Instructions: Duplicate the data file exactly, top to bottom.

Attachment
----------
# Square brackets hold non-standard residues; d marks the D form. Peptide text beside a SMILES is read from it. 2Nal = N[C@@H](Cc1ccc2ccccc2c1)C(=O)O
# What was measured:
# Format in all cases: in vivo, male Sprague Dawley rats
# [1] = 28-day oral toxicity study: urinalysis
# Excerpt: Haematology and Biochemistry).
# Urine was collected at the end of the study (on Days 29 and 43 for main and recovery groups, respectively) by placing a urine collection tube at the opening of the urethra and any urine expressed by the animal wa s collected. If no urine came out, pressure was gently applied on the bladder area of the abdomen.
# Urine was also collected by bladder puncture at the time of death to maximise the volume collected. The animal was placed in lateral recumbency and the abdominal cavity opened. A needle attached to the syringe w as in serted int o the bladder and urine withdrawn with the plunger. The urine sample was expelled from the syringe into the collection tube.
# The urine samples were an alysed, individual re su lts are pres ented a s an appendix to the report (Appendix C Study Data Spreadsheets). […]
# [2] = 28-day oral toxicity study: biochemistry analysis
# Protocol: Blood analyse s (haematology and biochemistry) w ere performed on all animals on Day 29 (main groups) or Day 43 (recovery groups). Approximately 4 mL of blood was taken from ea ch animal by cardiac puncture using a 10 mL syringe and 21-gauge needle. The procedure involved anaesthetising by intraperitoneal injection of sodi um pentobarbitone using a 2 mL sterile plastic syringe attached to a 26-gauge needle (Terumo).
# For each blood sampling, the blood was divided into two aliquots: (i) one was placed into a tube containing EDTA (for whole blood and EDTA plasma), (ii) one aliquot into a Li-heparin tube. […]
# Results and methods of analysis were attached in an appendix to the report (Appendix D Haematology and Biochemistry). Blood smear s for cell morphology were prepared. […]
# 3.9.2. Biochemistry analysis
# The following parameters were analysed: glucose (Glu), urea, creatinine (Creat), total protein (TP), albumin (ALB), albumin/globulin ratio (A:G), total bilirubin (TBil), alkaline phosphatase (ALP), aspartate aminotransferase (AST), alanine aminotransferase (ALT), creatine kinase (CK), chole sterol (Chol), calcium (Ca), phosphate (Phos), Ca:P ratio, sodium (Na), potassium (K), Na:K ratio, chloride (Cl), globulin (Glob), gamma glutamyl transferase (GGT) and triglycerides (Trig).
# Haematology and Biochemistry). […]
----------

# Square brackets hold non-standard residues; d marks the D form. Peptide text beside a SMILES is read from it. 2Nal = N[C@@H](Cc1ccc2ccccc2c1)C(=O)O
# What was measured:
# Format in all cases: in vivo, male Sprague Dawley rats
# [1] = 28-day oral toxicity study: urinalysis
# Excerpt: Haematology and Biochemistry).
# Urine was collected at the end of the study (on Days 29 and 43 for main and recovery groups, respectively) by placing a urine collection tube at the opening of the urethra and any urine expressed by the animal wa s collected. If no urine came out, pressure was gently applied on the bladder area of the abdomen.
# Urine was also collected by bladder puncture at the time of death to maximise the volume collected. The animal was placed in lateral recumbency and the abdominal cavity opened. A needle attached to the syringe w as in serted int o the bladder and urine withdrawn with the plunger. The urine sample was expelled from the syringe into the collection tube.
# The urine samples were an alysed, individual re su lts are pres ented a s an appendix to the report (Appendix C Study Data Spreadsheets). […]
# [2] = 28-day oral toxicity study: biochemistry analysis
# Protocol: Blood analyse s (haematology and biochemistry) w ere performed on all animals on Day 29 (main groups) or Day 43 (recovery groups). Approximately 4 mL of blood was taken from ea ch animal by cardiac puncture using a 10 mL syringe and 21-gauge needle. The procedure involved anaesthetising by intraperitoneal injection of sodi um pentobarbitone using a 2 mL sterile plastic syringe attached to a 26-gauge needle (Terumo).
# For each blood sampling, the blood was divided into two aliquots: (i) one was placed into a tube containing EDTA (for whole blood and EDTA plasma), (ii) one aliquot into a Li-heparin tube. […]
# Results and methods of analysis were attached in an appendix to the report (Appendix D Haematology and Biochemistry). Blood smear s for cell morphology were prepared. […]
# 3.9.2. Biochemistry analysis
# The following parameters were analysed: glucose (Glu), urea, creatinine (Creat), total protein (TP), albumin (ALB), albumin/globulin ratio (A:G), total bilirubin (TBil), alkaline phosphatase (ALP), aspartate aminotransferase (AST), alanine aminotransferase (ALT), creatine kinase (CK), chole sterol (Chol), calcium (Ca), phosphate (Phos), Ca:P ratio, sodium (Na), potassium (K), Na:K ratio, chloride (Cl), globulin (Glob), gamma glutamyl transferase (GGT) and triglycerides (Trig).
# Haematology and Biochemistry). […]